STAFF on mental health wards for children used an "unacceptable" amount of restraint, a report has found.

A report by the Care Quality Commission (CQC) said instances of restrictive practises used by services run by Cumbria, Northumberland, Tyne and Wear NHS Foundation Trust, had increased "significantly" since its last inspection in 2018.

The CQC visited six child and adolescent mental health wards (CAMHS) across two of the trust's sites – the Ferndene inpatient centre in Prudhoe, and the Alnwood unit at St Nicholas Hospital, in Newcastle.

The inspection in November was prompted by concerns raised by a whistle blower about staffing issues, patient safety and the quality of care and treatment offered to patients.

Inspectors found that the wards were sufficiently staffed by professionals who managed risks to patient safety effectively and found wards had a good track record on safety.

However, instances of restrictive practices – including the use of belts and cuffs to restrain patients who were exhibiting behaviour which endangered themselves and others – had increased significantly.

There had been 241 uses of mechanical restraint in 2019/20.

Dr Kevin Cleary, CQC deputy chief inspector of hospitals and lead for mental health, said: “Our inspection found that the trust’s child and adolescent mental health wards had enough doctors and nurses to provide safe and effective care.

“However, it was concerning to find that there has been a significant increase in the use of restraint of children, which is unacceptable.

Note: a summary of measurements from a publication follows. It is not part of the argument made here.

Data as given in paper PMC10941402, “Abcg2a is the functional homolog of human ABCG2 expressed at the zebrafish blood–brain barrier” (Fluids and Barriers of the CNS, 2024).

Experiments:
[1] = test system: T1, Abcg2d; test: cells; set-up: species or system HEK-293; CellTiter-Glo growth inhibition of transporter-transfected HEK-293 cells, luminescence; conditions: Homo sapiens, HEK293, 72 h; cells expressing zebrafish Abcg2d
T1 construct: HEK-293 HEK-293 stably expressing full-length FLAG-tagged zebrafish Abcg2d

"It is the responsibility of the leadership in the organisation to ensure that there is a significant improvement in this situation and they need to provide ongoing evidence that the use of restraint is improving.

“The trust should be able to reduce its use of restraint by making better use of debriefings following instances where restrictive practices have been used, to explore other approaches to supporting patients.

“Following the inspection, we reported our findings to the trust. We continue to monitor it closely to ensure patient’s receive safe and effective care and treatment.”

The trust has been told to make one improvement to comply with regulations.

The trust said it was "committed" to reducing levels of restraint.

Chief executive John Lawlor said: “We welcome the publication of this report by the Care Quality Commission who hold us to rigorous standards of patient care and safety.  We take all concerns extremely seriously and will now thoroughly review the findings to ensure plans are in place for improvement.  We are committed to reducing levels of restraint.

“As highlighted in the report, our staff routinely assess and manage risks to patients and attempt to use de-escalation to manage incidents, however we accept that the levels of restraint in our services are higher than we would like.

“Work is underway to ensure that the required improvements to debrief processes are implemented, and we have already seen an improvement.

“We are however pleased to note that the CQC recognises that in many respects these services are delivered to a safe and high standard by well-staffed teams.  Most importantly, the inspection found that young people in our services felt safe in our care and were supported by staff.

“As well as putting improvement plans in place we will continue to build on the ongoing work to reduce restrictive interventions, in particular our Talk 1st programme, a trust-wide initiative which aims to decrease restraint and aggression on our wards.”